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Bed bug job call back? Now what?

Call backs are rare, but there’s always a cause and usually there’s a remedy. Let’s consider some possibilities.

Is it the client?
Did they do something they shouldn’t have? Did they return un-laundered bedding to the bed, attack the scene with DIY products, or clean off or otherwise disturb the Aprehend barriers? Is there an item that travels with the client that is infested: e.g. handbag, backpack, walking frame/wheelchair, or prosthetic? Has the client put away items that are infested (shoes, toys, electronics)? What about their vacuum cleaner? Is it a reintroduction from the original source such as a regular visitor or the client’s work environment? The Aprehend Post-Treatment Door Hanger is helpful for communicating customer do’s and don’ts (Figure 1). View them here and contact us to get yours. For more information on setting customer expectations, watch the video here.

Figure 1  Aprehend post-treatment door hangers help set customer
expectations. They’re available in English, French, and Spanish.

Is it the treatment?
Aprehend treatment is different from traditional chemical application. Make sure your Aprehend barrier placement is strategic—between the harborage and blood meal. This includes places other than the bed such as recliners, wheelchairs, home office, kitchen chairs, etc. If you’re using Aprehend in conjunction with other control methods, such as heat, steam or liquid chemicals, always ensure that surfaces are fully dry and have cooled to at least 100°F before applying the Aprehend barrier. Review information on Aprehend strategic barrier placement here and here. Discussion about complimentary products can be found here. If you’re still not sure, ring us to talk through your protocol.

Is it the Aprehend?
Aprehend has a shelf life of one year from date of manufacture. Each bottle is labeled with this info (Figure 2). Make sure it’s not expired. Also, make sure that proper storage and handling protocol has been followed. Prolonged exposure to heat will cause a decline in efficacy. See data about this here or the video here.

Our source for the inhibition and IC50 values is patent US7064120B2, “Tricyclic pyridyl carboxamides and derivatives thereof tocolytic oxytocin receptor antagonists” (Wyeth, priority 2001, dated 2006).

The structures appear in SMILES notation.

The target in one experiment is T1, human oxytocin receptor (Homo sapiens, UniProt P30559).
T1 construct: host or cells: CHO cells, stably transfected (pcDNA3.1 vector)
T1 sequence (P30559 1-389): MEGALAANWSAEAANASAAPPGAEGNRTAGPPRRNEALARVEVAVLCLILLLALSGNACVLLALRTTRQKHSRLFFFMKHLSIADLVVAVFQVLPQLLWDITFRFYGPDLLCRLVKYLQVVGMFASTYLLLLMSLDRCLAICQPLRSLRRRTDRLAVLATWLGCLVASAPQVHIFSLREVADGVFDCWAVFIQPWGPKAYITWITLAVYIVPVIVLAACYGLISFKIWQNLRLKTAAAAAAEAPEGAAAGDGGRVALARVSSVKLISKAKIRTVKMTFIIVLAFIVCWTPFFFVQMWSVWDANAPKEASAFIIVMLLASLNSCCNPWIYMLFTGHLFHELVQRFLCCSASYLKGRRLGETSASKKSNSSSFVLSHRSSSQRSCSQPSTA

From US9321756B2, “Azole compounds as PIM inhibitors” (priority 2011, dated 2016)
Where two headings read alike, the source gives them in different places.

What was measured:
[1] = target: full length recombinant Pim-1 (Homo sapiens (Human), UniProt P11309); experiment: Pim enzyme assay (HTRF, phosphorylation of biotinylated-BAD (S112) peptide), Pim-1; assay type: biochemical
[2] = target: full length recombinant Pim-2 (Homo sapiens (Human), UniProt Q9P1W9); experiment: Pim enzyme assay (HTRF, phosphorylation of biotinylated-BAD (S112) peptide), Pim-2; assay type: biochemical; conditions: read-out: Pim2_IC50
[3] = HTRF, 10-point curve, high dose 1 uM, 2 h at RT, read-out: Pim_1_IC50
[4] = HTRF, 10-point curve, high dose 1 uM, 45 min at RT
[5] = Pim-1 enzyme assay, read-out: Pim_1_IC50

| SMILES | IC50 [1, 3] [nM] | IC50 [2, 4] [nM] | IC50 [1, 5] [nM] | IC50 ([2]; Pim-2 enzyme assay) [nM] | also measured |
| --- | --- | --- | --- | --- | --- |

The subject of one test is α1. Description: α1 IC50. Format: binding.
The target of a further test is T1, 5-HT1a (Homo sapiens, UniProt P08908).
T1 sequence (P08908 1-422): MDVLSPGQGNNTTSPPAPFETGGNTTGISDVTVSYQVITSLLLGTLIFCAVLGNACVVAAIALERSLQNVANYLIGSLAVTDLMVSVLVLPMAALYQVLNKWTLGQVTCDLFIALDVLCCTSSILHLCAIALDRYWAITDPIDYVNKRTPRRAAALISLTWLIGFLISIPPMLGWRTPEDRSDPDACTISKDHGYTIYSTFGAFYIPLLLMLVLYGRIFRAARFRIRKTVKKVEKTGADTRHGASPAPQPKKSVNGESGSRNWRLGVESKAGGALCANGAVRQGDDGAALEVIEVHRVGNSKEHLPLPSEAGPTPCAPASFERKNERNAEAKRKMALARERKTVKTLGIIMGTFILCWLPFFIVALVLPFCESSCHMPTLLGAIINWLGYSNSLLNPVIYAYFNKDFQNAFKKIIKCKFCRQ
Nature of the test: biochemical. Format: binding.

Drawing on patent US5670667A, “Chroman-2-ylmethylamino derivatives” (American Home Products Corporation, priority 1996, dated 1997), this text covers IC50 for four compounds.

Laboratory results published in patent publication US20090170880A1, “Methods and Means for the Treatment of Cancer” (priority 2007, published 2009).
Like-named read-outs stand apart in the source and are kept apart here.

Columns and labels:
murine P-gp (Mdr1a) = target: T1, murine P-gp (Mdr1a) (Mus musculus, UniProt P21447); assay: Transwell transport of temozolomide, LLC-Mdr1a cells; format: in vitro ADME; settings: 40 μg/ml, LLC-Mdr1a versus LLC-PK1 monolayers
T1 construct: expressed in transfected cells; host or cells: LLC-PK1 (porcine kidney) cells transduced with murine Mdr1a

Figure 2  Every bottle of Aprehend is labeled with its lot number and expiration date.

Is it too soon?
Bed bug infestations take time to eradicate. Ensure you set client expectations, and schedule a follow-up to confirm eradication about 30 days after treatment. This allows time for all eggs to hatch and for recently fed bed bugs to re-emerge from their hidden harborages. Aprehend barriers remain effective for up to 3 months, so there is no need to ‘top up’ the application after 1 or 2 weeks. If follow-up inspections are done too early, you may see live activity, but this is not a failure, it takes time for all bed bugs in the population to get exposed to the fungus. However, if live activity is detected on the 30 day follow-up, then we recommend a top-up application where needed. Once you are familiar with the Aprehend application strategy, you will find this to be very rare. Remember, vacuuming of visible bed bugs during the first service provides the fastest “knockdown” and relief for the client, ensures clean surfaces for application of Aprehend, and facilitates your follow-up inspection.

Is it for real?
Delusional parasitosis is a rare but real psychiatric condition in which a person believes they are infested by parasites even though they are not. You can offer monitors to collect evidence if the client is unable or unwilling to accept that the infestation is eradicated. If any bed bugs are caught in the monitors, conduct a follow-up treatment as necessary. You can also check for the presence of Aprehend with these bed bugs by performing the Ziploc bag test to accelerate and exaggerate Aprehend sporulation (instructions here). This will indicate if the Aprehend barriers were still working. If the bed bugs do not show fungal infection, it is possible that the barriers in that area were removed or damaged in some way.

Still stumped?
Contact us. We’ll walk through the situation together and come up with a course of action. We’re here to help.